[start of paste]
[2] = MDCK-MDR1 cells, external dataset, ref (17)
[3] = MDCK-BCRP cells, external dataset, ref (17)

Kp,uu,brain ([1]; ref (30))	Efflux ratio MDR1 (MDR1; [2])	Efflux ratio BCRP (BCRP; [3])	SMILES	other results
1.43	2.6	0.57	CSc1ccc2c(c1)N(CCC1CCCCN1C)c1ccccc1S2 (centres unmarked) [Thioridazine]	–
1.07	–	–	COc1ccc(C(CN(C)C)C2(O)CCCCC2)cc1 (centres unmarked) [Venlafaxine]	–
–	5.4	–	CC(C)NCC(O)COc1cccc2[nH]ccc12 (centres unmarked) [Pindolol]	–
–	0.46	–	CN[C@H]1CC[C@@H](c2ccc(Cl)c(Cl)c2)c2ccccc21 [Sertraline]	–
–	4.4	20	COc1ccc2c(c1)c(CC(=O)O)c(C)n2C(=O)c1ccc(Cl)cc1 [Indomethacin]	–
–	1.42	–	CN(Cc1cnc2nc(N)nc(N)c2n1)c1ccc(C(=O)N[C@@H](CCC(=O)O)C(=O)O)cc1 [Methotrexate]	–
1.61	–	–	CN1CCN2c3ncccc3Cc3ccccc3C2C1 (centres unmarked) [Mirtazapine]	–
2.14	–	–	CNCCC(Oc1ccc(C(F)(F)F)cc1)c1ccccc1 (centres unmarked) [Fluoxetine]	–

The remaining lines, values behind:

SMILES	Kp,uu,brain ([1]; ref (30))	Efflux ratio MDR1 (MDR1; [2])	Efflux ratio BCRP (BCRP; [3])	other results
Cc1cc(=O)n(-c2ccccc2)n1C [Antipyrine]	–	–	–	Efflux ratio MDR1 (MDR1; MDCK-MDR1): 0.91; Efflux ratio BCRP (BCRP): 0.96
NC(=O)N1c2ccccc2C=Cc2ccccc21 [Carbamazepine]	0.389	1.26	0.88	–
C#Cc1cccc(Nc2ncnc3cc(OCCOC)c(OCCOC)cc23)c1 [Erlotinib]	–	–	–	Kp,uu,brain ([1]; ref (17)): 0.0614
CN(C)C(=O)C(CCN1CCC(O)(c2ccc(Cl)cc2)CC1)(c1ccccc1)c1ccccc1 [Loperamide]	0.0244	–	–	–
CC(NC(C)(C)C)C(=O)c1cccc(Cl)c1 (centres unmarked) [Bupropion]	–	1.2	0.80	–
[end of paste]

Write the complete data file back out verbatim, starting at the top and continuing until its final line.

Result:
[2] = MDCK-MDR1 cells, external dataset, ref (17)
[3] = MDCK-BCRP cells, external dataset, ref (17)

Kp,uu,brain ([1]; ref (30))	Efflux ratio MDR1 (MDR1; [2])	Efflux ratio BCRP (BCRP; [3])	SMILES	other results
1.43	2.6	0.57	CSc1ccc2c(c1)N(CCC1CCCCN1C)c1ccccc1S2 (centres unmarked) [Thioridazine]	–
1.07	–	–	COc1ccc(C(CN(C)C)C2(O)CCCCC2)cc1 (centres unmarked) [Venlafaxine]	–
–	5.4	–	CC(C)NCC(O)COc1cccc2[nH]ccc12 (centres unmarked) [Pindolol]	–
–	0.46	–	CN[C@H]1CC[C@@H](c2ccc(Cl)c(Cl)c2)c2ccccc21 [Sertraline]	–
–	4.4	20	COc1ccc2c(c1)c(CC(=O)O)c(C)n2C(=O)c1ccc(Cl)cc1 [Indomethacin]	–
–	1.42	–	CN(Cc1cnc2nc(N)nc(N)c2n1)c1ccc(C(=O)N[C@@H](CCC(=O)O)C(=O)O)cc1 [Methotrexate]	–
1.61	–	–	CN1CCN2c3ncccc3Cc3ccccc3C2C1 (centres unmarked) [Mirtazapine]	–
2.14	–	–	CNCCC(Oc1ccc(C(F)(F)F)cc1)c1ccccc1 (centres unmarked) [Fluoxetine]	–

The remaining lines, values behind:

SMILES	Kp,uu,brain ([1]; ref (30))	Efflux ratio MDR1 (MDR1; [2])	Efflux ratio BCRP (BCRP; [3])	other results
Cc1cc(=O)n(-c2ccccc2)n1C [Antipyrine]	–	–	–	Efflux ratio MDR1 (MDR1; MDCK-MDR1): 0.91; Efflux ratio BCRP (BCRP): 0.96
NC(=O)N1c2ccccc2C=Cc2ccccc21 [Carbamazepine]	0.389	1.26	0.88	–
C#Cc1cccc(Nc2ncnc3cc(OCCOC)c(OCCOC)cc23)c1 [Erlotinib]	–	–	–	Kp,uu,brain ([1]; ref (17)): 0.0614
CN(C)C(=O)C(CCN1CCC(O)(c2ccc(Cl)cc2)CC1)(c1ccccc1)c1ccccc1 [Loperamide]	0.0244	–	–	–
CC(NC(C)(C)C)C(=O)c1cccc(Cl)c1 (centres unmarked) [Bupropion]	–	1.2	0.80	–